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The role of iron-induced fibrin in the pathogenesis of Alzheimer's disease and the protective role of magnesium
Lipinski, B.; Pretorius, E.
Amyloid hypothesis of Alzheimer's disease (AD) has recently been challenged by the increasing evidence for the role of vascular and hemostatic components that impair oxygen delivery to the brain. One such component is fibrin clots, which, when they become resistant to thrombolysis, can cause chronic inflammation. It is not known, however, why some cerebral thrombi are resistant to the fibrinolytic degradation, whereas fibrin clots formed at the site of vessel wall injuries are completely, although gradually, removed to ensure proper wound healing. This phenomenon can now be explained in terms of the iron-induced free radicals that generate fibrin-like polymers remarkably resistant to the proteolytic degradation. It should be noted that similar insoluble deposits are present in AD brains in the form of aggregates with Abeta peptides that are resistant to fibrinolytic degradation. In addition, iron-induced fibrin fibers can irreversibly trap red blood cells (RBCs) and in this way obstruct oxygen delivery to the brain and induce chronic hypoxia that may contribute to AD. The RBC-fibrin aggregates can be disaggregated by magnesium ions and can also be prevented by certain polyphenols that are known to have beneficial effects in AD. In conclusion, we argue that AD can be prevented by: (1) limiting the dietary supply of trivalent iron contained in red and processed meat; (2) increasing the intake of chlorophyll-derived magnesium; and (3) consumption of foods rich in polyphenolic substances and certain aliphatic and aromatic unsaturated compounds. These dietary components are present in the Mediterranean diet known to be associated with the lower incidence of AD and other degenerative diseases. © 2013 Lipinski and Pretorius.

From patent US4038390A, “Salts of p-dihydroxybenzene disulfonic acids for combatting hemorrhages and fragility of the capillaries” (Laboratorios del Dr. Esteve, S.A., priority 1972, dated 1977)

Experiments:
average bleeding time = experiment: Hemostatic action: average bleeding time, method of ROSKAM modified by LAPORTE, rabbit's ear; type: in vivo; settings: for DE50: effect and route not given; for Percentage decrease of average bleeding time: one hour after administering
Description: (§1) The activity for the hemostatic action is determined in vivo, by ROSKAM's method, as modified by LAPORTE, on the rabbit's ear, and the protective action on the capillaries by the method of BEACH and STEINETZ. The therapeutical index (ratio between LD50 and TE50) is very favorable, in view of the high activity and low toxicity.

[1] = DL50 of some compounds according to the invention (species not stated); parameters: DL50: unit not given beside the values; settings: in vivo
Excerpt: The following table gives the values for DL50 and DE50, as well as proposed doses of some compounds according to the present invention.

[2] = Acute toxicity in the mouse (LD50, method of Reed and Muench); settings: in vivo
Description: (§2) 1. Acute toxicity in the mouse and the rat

Magnesium; Iron; Red blood cells; Fibrin
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